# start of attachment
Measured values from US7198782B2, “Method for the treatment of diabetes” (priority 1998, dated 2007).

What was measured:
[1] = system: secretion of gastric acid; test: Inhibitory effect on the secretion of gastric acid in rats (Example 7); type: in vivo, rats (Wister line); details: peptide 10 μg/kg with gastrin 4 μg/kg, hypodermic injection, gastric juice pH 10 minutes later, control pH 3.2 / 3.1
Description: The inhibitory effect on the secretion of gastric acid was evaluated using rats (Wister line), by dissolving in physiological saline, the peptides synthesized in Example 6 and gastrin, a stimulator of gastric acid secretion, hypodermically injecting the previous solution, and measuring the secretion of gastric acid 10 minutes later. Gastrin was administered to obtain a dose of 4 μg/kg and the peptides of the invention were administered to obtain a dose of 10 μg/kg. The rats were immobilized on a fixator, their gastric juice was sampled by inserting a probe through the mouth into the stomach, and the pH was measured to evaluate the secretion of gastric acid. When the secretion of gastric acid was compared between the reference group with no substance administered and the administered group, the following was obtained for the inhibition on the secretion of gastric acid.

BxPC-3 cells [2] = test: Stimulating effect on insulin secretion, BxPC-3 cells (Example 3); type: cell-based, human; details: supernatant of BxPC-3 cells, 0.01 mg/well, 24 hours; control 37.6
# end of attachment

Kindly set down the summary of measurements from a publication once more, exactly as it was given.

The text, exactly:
Measured values from US7198782B2, “Method for the treatment of diabetes” (priority 1998, dated 2007).

What was measured:
[1] = system: secretion of gastric acid; test: Inhibitory effect on the secretion of gastric acid in rats (Example 7); type: in vivo, rats (Wister line); details: peptide 10 μg/kg with gastrin 4 μg/kg, hypodermic injection, gastric juice pH 10 minutes later, control pH 3.2 / 3.1
Description: The inhibitory effect on the secretion of gastric acid was evaluated using rats (Wister line), by dissolving in physiological saline, the peptides synthesized in Example 6 and gastrin, a stimulator of gastric acid secretion, hypodermically injecting the previous solution, and measuring the secretion of gastric acid 10 minutes later. Gastrin was administered to obtain a dose of 4 μg/kg and the peptides of the invention were administered to obtain a dose of 10 μg/kg. The rats were immobilized on a fixator, their gastric juice was sampled by inserting a probe through the mouth into the stomach, and the pH was measured to evaluate the secretion of gastric acid. When the secretion of gastric acid was compared between the reference group with no substance administered and the administered group, the following was obtained for the inhibition on the secretion of gastric acid.

BxPC-3 cells [2] = test: Stimulating effect on insulin secretion, BxPC-3 cells (Example 3); type: cell-based, human; details: supernatant of BxPC-3 cells, 0.01 mg/well, 24 hours; control 37.6